Liberals propose changes to citizenship oath to respect Indigenous rights
Push to reword the oath came from Truth and Reconciliation Commission
The Liberal government is revamping the citizenship oath so that new Canadians make a solemn commitment to respect Indigenous and treaty rights for First Nations, Inuit and Métis peoples.
Immigration Minister Ahmed Hussen said the proposed change to the Citizenship Act will raise awareness of Indigenous rights among newcomers. The change is based on a recommendation by the Truth and Reconciliation Commission more than three years ago.
"Reconciliation is not only an Indigenous issue. It is a Canadian imperative and will take partners at all levels to advance this important journey," Hussen said today in the foyer of the House of Commons shortly after tabling Bill C-99.
The proposed new language for the oath reads:
"I swear (or affirm) that I will be faithful and bear true allegiance to Her Majesty Queen Elizabeth the Second, Queen of Canada, her heirs and successors, and that I will faithfully observe the laws of Canada, including the Constitution, which recognizes and affirms the Aboriginal and treaty rights of First Nations, Inuit and Métis peoples, and fulfil my duties as a Canadian citizen."
With less than a month left in the parliamentary session, Hussen said he hopes the other parties cooperate to pass the bill quickly. Asked why it took so long to table the bill, the minister said that it required consultation with many stakeholders and that the government wanted to "get it right."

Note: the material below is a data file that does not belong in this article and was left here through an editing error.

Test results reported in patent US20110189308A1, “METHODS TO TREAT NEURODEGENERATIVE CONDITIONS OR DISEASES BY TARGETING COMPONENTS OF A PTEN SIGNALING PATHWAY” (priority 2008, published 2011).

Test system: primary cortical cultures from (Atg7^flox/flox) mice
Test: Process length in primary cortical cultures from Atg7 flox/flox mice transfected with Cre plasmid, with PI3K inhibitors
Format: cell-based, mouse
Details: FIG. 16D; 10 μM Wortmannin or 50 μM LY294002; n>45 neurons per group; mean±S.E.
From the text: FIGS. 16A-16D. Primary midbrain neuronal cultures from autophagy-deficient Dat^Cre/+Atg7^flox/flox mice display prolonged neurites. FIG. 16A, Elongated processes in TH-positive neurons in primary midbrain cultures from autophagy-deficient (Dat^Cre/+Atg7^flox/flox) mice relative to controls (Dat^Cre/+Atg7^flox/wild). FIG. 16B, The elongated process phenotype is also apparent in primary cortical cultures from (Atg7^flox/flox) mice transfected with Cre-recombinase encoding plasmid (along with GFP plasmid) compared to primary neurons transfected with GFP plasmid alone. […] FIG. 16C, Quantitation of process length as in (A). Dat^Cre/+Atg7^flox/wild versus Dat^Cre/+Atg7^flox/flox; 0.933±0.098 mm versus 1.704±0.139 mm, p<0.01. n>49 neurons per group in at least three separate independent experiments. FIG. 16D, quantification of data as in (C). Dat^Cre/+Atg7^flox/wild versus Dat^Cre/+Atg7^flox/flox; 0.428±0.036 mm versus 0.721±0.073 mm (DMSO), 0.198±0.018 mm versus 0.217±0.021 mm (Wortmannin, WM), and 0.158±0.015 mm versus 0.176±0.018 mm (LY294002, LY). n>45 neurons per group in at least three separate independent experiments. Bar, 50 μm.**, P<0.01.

Conservative MP Cathy McLeod, critic for Indigenous and Northern Affairs, said she expects there won't be time to pass the bill.
"Conservatives support treaty rights and reconciliation, but tabling a bill at the last minute and which is subsequently not likely to get passed, due to the fact that there are only a few sitting days left in this Parliament, is not the way to do it," she said in a statement to CBC. "Unlike the Liberals, an Andrew Scheer-led Conservative government will take real action to address reconciliation."
Indigenous Services Minister Seamus O'Regan stressed the significance of the proposed change.
"This is a very important day that new Canadians, when they come in, know they are entering a country that respects Indigenous people in this country, that respects and affirms their rights in Canada," he said.
Sen. Murray Sinclair, who chaired the Truth and Reconciliation Commission, issued a statement welcoming the legislation as a way to "better reflect a more inclusive history of Canada." To understand what it means to be Canadian, it's important to know about all its founding peoples, he said.
"Reconciliation requires that a new vision, based on a commitment to mutual respect, be developed. Part of that vision is encouraging all Canadians, including newcomers, to understand the history of First Nations, the Métis and the Inuit, including information about the treaties and the history of the residential schools, so that we all honour the truth and work together to build a more inclusive Canada," Sinclair said.
The Manitoba Métis Federation praised the changes and urged parliamentarians to expedite passage of the bill.
"If all parties respect the Indigenous peoples, our constitutional rights, and our place in Confederation, then this can pass into law quite quickly and easily. I would expect Parliament will make this law a reality," said MMF president David Chartrand.
"Given how far we have come, and what's at stake, this is a no brainer. It could be done in a day if all parties recognize its importance to reconciliation and the future of Canadian federalism."
The Assembly of First Nations, which provided input on the proposed changes, said educating new Canadians about shared history and the rights, cultures and contributions of First Nations is an important part of reconciliation.
National Chief Perry Bellegarde and regional chiefs are reviewing the proposed wording.
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